intricate mechanism composed of about forty separate parts which had to be
assembled by the girls seated at a lone bench and dropped into a chute when
The relays were mechanically counted as they slipped down the chute.
The intent was to measure the basic rate of production before making any environmental
Then, as changes were introduced, the impact to effectiveness would be measured by
increased or decreased production of the relays.

Feedback Mechanism
Throughout the series of experiments, an observer sat with the girls in the workshop
noting all that went on, keeping the girls informed about the experiment, asking for
advice or information, and listening to their complaints.
The experiment began by introducing various changes, each of which was continued for a
test period of four to twelve weeks.

Changes And The Results Observed

Change 1: They were then put on piece of work for 8 week.
Observation : Output increased

Change 2 : They were given two 5 mins breaks, One in the morning and Other in
afternoon, for a period of 5 weeks.
Observation : Output increased, yet again

Change 3 : The breaks were each lengthened to 10 mins

Observation : Output rose sharply

Change 4 : six 5 mins breaks were introduced

Observation : The girls complained that their work rhythm was broken by the frequent
pauses & the Output fell only slightly.

Change 5: The original two breaks were reinstated, this time, with a complimentary HOT
MEAL provided during the morning break.
Observation: Output increased still further.

Change 6: The workday was shortened to end at 4.30pm instead of 5.00pm.

Observation: Output Increased.

Change 7: The workday was shortened to end at 4.00pm.

Observation: Output leveled off

Change 8: Finally, All the improvements were taken away, the original conditions before
the experiments were reinstated. They were monitored in this state for 12 more weeks.
Observation: Output was the highest ever recorded averaging 3000 relays a week.
Elton Mayo's Conclusions on Job Performance
Elton Mayo came to the following conclusions as a result of the study:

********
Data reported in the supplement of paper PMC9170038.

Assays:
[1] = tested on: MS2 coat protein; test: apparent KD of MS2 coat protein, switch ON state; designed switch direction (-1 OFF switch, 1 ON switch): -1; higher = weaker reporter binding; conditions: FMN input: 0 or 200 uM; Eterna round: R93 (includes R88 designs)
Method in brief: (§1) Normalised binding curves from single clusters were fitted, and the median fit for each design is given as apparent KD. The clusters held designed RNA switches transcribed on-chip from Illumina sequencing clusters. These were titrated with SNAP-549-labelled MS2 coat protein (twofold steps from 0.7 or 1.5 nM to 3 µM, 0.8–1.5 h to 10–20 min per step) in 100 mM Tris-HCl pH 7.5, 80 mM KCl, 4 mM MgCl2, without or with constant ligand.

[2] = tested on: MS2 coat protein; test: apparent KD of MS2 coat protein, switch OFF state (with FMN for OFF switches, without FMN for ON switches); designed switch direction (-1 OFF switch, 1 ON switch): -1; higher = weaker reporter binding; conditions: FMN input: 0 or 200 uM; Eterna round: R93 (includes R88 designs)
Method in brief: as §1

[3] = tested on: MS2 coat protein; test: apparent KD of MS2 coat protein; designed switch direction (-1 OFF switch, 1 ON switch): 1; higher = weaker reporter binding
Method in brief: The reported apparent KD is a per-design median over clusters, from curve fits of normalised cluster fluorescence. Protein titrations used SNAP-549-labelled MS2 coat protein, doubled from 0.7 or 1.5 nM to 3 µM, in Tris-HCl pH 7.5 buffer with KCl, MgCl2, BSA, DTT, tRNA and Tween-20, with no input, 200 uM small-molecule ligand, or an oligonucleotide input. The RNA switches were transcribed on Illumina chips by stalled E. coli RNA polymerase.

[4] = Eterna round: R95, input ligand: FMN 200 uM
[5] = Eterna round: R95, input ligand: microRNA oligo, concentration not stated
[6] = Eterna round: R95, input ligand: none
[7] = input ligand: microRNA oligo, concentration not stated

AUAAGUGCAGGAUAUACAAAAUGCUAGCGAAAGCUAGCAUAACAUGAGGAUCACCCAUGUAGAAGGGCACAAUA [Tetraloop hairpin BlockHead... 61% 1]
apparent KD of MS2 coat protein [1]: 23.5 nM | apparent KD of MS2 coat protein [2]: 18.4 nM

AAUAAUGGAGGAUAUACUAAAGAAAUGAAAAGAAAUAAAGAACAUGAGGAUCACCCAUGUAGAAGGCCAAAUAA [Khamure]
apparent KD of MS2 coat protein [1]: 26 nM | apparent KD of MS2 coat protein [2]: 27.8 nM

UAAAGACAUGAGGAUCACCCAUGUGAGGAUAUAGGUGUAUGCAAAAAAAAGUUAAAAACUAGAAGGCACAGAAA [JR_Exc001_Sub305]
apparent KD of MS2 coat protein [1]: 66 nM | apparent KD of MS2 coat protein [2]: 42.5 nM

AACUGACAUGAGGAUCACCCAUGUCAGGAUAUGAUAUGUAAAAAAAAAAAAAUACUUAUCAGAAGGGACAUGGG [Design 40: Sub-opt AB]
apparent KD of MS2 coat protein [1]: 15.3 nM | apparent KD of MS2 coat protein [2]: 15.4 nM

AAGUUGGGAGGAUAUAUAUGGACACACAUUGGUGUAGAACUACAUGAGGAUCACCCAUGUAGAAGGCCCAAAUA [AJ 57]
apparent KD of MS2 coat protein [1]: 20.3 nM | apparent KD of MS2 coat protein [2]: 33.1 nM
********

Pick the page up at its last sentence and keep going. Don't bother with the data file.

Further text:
Aptitudes of individuals are imperfect predictors of job performance. Although they
give some indication of the physical and mental potential of the individual, the amount
produced is strongly influenced by social factors.
Informal organization affects productivity. The researchers discovered a group life
among the workers. The studies also showed that the relations that supervisors
develop with workers tend to influence the manner in which the workers carry out
Work-group norms affect productivity. The Hawthorne researchers were not the first
to recognize that work groups tend to arrive at norms of what is "a fair day's work."
However, they provided the best systematic description and interpretation of this
The workplace is a social system. The researchers came to view the workplace as a
social system made up of interdependent parts. The worker is a person whose attitudes
and effectiveness are conditioned by social demands from both inside and outside the
work plant. Informal group within the work plant exercise strong social controls over
the work habits and attitudes of the individual worker.

The need for recognition, security and sense of belonging is more important in
determining workers' morale and productivity than the physical conditions under
which he works.

How this can be used in organizations

Cooperation and communication with coworkers.

Rearrange/reorganize job functions.

Create an atmosphere of working as a team.


Hawthorne Studies dealing with worker motivation and work productivity.

Increase communication and cooperation among coworkers.
Motivation can cause an increase in productivity
Involve employees in decision making.
Create a sense of belonging by creating teams.